In the three months since I originally posted this essay, the stakes have gotten much higher.
Finding Ourselves In The Bible
Donald Trump never really attracted my attention until recent months. But I have paid close attention to Elie Wiesel for almost half a century.
It is 47 years since I first saw and heard Elie Wiesel in 1968. He was then a 40 year-old activist on behalf of Soviet Jewry.
I had just finished my undergraduate thesis on The Jews of the Soviet Union Since the End of World War II. Wiesel’s book, The Jews of Silence was a primary source of my research.
Fifteen years later in Baltimore, I gave the invocation at an event where I again heard Wiesel speak. I treasure the fact that he complimented me on my presentation, and he said something that evening that I have remembered ever since.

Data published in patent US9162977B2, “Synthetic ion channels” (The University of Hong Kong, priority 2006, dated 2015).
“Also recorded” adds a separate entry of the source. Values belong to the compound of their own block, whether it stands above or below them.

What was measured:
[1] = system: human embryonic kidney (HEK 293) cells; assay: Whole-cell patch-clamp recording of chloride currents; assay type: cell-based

“It says in Pirke Avot (3:1) “Keep in mind three things: from whence you came, to where you are going, and before whom we must…
View original post 418 more words
Published by slfuchs
Loving husband, father, grandfather and rabbi. Author of, "What's in It for Me? Finding Ourselves in Biblical Narratives,” "ToraHighlights,” “Why the Kof?,” “Why Triple Chai?,” "Who Created God?," and "...And Often the First Jew."
On October 17, 2017, Rabbi Fuchs was selected as the recipient of the Vanderbilt Divinity School's Distinguished Alumnus Award. To be considered for this award, one must demonstrate excellence and distinction in justice-making through their efforts in congregational ministry, religious institutions, non-denominational/all-inclusive organizations, community–based organizations, government, or other social institutions.
Spent last four falls serving in Milan, Italy, (2013) and Germany (2014-2016). Otherwise, he enjoy writing and speaking after serving three congregations and as President of the World Union for Progressive Judaism.
He is currently serving as Rabbi of Bat Yam Temple of the Islands, Sanibel, Florida.
View all posts by slfuchs